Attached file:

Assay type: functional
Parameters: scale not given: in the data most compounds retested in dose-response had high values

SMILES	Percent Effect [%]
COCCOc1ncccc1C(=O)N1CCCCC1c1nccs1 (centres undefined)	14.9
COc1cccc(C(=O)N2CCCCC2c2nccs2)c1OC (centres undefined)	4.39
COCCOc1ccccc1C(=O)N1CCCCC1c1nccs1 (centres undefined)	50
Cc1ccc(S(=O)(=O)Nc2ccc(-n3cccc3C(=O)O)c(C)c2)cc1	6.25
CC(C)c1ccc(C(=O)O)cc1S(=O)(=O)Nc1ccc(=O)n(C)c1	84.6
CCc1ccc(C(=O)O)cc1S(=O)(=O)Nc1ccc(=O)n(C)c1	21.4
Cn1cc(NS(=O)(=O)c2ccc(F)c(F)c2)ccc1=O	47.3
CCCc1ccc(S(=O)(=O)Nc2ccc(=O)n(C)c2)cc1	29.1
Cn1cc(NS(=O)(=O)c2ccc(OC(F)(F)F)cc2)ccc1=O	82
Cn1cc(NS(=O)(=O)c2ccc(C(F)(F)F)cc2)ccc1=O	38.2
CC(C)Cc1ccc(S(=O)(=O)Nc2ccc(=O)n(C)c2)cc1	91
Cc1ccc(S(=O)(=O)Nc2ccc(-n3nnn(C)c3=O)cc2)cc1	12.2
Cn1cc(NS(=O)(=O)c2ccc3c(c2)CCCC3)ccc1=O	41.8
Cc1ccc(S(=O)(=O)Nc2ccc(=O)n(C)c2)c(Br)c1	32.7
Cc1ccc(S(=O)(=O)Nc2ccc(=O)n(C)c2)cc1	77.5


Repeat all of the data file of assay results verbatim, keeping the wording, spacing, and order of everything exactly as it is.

Assay type: functional
Parameters: scale not given: in the data most compounds retested in dose-response had high values

SMILES	Percent Effect [%]
COCCOc1ncccc1C(=O)N1CCCCC1c1nccs1 (centres undefined)	14.9
COc1cccc(C(=O)N2CCCCC2c2nccs2)c1OC (centres undefined)	4.39
COCCOc1ccccc1C(=O)N1CCCCC1c1nccs1 (centres undefined)	50
Cc1ccc(S(=O)(=O)Nc2ccc(-n3cccc3C(=O)O)c(C)c2)cc1	6.25
CC(C)c1ccc(C(=O)O)cc1S(=O)(=O)Nc1ccc(=O)n(C)c1	84.6
CCc1ccc(C(=O)O)cc1S(=O)(=O)Nc1ccc(=O)n(C)c1	21.4
Cn1cc(NS(=O)(=O)c2ccc(F)c(F)c2)ccc1=O	47.3
CCCc1ccc(S(=O)(=O)Nc2ccc(=O)n(C)c2)cc1	29.1
Cn1cc(NS(=O)(=O)c2ccc(OC(F)(F)F)cc2)ccc1=O	82
Cn1cc(NS(=O)(=O)c2ccc(C(F)(F)F)cc2)ccc1=O	38.2
CC(C)Cc1ccc(S(=O)(=O)Nc2ccc(=O)n(C)c2)cc1	91
Cc1ccc(S(=O)(=O)Nc2ccc(-n3nnn(C)c3=O)cc2)cc1	12.2
Cn1cc(NS(=O)(=O)c2ccc3c(c2)CCCC3)ccc1=O	41.8
Cc1ccc(S(=O)(=O)Nc2ccc(=O)n(C)c2)c(Br)c1	32.7
Cc1ccc(S(=O)(=O)Nc2ccc(=O)n(C)c2)cc1	77.5